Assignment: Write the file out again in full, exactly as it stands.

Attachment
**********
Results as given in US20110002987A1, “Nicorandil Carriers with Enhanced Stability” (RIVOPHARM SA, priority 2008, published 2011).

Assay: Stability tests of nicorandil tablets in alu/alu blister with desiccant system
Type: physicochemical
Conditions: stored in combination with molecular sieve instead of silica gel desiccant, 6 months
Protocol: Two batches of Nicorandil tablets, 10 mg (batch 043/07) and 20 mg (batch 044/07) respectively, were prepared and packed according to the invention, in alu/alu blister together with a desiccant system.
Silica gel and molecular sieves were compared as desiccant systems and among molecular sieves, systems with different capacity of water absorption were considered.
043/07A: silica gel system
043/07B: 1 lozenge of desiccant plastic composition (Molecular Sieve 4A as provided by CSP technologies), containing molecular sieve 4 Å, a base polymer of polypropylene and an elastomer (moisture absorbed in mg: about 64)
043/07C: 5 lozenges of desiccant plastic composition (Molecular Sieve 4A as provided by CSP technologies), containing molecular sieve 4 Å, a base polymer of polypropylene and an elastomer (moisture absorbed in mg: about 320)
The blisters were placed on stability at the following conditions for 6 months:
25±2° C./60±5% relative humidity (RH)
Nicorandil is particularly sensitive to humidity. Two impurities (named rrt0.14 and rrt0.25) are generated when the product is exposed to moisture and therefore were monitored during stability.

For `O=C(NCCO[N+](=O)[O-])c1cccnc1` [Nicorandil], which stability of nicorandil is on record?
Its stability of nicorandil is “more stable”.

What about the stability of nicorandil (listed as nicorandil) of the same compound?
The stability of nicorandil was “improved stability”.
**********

Results as given in US20110002987A1, “Nicorandil Carriers with Enhanced Stability” (RIVOPHARM SA, priority 2008, published 2011).

Assay: Stability tests of nicorandil tablets in alu/alu blister with desiccant system
Type: physicochemical
Conditions: stored in combination with molecular sieve instead of silica gel desiccant, 6 months
Protocol: Two batches of Nicorandil tablets, 10 mg (batch 043/07) and 20 mg (batch 044/07) respectively, were prepared and packed according to the invention, in alu/alu blister together with a desiccant system.
Silica gel and molecular sieves were compared as desiccant systems and among molecular sieves, systems with different capacity of water absorption were considered.
043/07A: silica gel system
043/07B: 1 lozenge of desiccant plastic composition (Molecular Sieve 4A as provided by CSP technologies), containing molecular sieve 4 Å, a base polymer of polypropylene and an elastomer (moisture absorbed in mg: about 64)
043/07C: 5 lozenges of desiccant plastic composition (Molecular Sieve 4A as provided by CSP technologies), containing molecular sieve 4 Å, a base polymer of polypropylene and an elastomer (moisture absorbed in mg: about 320)
The blisters were placed on stability at the following conditions for 6 months:
25±2° C./60±5% relative humidity (RH)
Nicorandil is particularly sensitive to humidity. Two impurities (named rrt0.14 and rrt0.25) are generated when the product is exposed to moisture and therefore were monitored during stability.

For `O=C(NCCO[N+](=O)[O-])c1cccnc1` [Nicorandil], which stability of nicorandil is on record?
Its stability of nicorandil is “more stable”.

What about the stability of nicorandil (listed as nicorandil) of the same compound?
The stability of nicorandil was “improved stability”.